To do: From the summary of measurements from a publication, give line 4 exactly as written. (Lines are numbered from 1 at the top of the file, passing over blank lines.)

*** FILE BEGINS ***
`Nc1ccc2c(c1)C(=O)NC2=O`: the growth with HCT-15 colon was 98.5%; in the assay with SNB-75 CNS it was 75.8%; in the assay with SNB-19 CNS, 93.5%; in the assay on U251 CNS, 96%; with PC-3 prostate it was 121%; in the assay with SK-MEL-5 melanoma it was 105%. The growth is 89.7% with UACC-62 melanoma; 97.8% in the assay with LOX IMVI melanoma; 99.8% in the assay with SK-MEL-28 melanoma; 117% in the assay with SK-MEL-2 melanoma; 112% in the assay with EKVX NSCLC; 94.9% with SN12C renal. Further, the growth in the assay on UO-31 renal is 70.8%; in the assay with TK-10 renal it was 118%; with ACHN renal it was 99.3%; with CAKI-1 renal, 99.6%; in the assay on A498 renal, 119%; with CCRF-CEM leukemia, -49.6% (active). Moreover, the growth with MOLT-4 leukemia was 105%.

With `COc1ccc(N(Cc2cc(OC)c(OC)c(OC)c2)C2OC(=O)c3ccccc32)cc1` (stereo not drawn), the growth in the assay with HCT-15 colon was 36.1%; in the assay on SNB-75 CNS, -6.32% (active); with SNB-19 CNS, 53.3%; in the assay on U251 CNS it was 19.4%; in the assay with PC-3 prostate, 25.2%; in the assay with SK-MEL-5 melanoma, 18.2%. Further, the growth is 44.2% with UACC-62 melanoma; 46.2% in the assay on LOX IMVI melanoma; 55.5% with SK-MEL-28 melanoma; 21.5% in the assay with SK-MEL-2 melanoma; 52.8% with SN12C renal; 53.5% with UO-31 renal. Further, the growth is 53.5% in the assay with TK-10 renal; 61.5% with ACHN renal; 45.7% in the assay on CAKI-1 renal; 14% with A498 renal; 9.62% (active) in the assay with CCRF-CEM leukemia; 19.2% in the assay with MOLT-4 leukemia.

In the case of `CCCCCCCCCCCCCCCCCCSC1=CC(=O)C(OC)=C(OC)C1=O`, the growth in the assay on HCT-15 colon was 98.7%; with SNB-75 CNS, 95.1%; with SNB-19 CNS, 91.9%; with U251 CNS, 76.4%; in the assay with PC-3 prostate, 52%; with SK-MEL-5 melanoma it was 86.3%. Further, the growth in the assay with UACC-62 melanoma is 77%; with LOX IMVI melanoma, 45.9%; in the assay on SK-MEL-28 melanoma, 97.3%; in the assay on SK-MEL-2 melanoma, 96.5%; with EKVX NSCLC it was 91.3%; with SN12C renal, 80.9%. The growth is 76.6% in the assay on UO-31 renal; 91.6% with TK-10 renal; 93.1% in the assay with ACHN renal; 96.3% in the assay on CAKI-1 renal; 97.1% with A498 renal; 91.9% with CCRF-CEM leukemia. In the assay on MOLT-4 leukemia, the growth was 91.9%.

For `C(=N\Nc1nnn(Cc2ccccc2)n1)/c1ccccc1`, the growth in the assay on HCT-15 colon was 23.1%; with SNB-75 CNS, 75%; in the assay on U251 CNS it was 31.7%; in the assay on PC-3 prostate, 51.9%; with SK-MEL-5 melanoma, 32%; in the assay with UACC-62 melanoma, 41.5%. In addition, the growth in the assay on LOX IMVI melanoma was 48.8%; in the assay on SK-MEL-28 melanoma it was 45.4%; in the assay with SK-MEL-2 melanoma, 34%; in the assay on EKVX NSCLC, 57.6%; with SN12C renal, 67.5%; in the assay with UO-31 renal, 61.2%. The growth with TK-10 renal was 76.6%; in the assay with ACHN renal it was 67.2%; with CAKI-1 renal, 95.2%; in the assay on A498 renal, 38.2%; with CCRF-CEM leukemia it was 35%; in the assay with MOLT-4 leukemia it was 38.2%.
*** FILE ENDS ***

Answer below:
For `C(=N\Nc1nnn(Cc2ccccc2)n1)/c1ccccc1`, the growth in the assay on HCT-15 colon was 23.1%; with SNB-75 CNS, 75%; in the assay on U251 CNS it was 31.7%; in the assay on PC-3 prostate, 51.9%; with SK-MEL-5 melanoma, 32%; in the assay with UACC-62 melanoma, 41.5%. In addition, the growth in the assay on LOX IMVI melanoma was 48.8%; in the assay on SK-MEL-28 melanoma it was 45.4%; in the assay with SK-MEL-2 melanoma, 34%; in the assay on EKVX NSCLC, 57.6%; with SN12C renal, 67.5%; in the assay with UO-31 renal, 61.2%. The growth with TK-10 renal was 76.6%; in the assay with ACHN renal it was 67.2%; with CAKI-1 renal, 95.2%; in the assay on A498 renal, 38.2%; with CCRF-CEM leukemia it was 35%; in the assay with MOLT-4 leukemia it was 38.2%.